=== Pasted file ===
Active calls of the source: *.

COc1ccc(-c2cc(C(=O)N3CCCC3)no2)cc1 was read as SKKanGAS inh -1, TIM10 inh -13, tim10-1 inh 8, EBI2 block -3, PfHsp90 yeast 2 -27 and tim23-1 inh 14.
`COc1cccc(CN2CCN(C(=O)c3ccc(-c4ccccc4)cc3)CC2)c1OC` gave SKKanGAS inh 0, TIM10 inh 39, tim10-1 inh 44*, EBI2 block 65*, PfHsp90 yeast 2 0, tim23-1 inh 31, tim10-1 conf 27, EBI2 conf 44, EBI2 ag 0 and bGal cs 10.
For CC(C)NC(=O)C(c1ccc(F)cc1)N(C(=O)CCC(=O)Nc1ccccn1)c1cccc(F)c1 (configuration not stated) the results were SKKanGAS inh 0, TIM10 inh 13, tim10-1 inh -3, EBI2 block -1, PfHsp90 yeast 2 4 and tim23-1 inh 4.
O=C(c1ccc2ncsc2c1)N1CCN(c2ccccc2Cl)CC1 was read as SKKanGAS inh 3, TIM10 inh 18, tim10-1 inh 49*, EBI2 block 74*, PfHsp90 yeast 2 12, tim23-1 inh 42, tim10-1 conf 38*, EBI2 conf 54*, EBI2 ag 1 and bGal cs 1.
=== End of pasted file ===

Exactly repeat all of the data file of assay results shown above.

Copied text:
Active calls of the source: *.

COc1ccc(-c2cc(C(=O)N3CCCC3)no2)cc1 was read as SKKanGAS inh -1, TIM10 inh -13, tim10-1 inh 8, EBI2 block -3, PfHsp90 yeast 2 -27 and tim23-1 inh 14.
`COc1cccc(CN2CCN(C(=O)c3ccc(-c4ccccc4)cc3)CC2)c1OC` gave SKKanGAS inh 0, TIM10 inh 39, tim10-1 inh 44*, EBI2 block 65*, PfHsp90 yeast 2 0, tim23-1 inh 31, tim10-1 conf 27, EBI2 conf 44, EBI2 ag 0 and bGal cs 10.
For CC(C)NC(=O)C(c1ccc(F)cc1)N(C(=O)CCC(=O)Nc1ccccn1)c1cccc(F)c1 (configuration not stated) the results were SKKanGAS inh 0, TIM10 inh 13, tim10-1 inh -3, EBI2 block -1, PfHsp90 yeast 2 4 and tim23-1 inh 4.
O=C(c1ccc2ncsc2c1)N1CCN(c2ccccc2Cl)CC1 was read as SKKanGAS inh 3, TIM10 inh 18, tim10-1 inh 49*, EBI2 block 74*, PfHsp90 yeast 2 12, tim23-1 inh 42, tim10-1 conf 38*, EBI2 conf 54*, EBI2 ag 1 and bGal cs 1.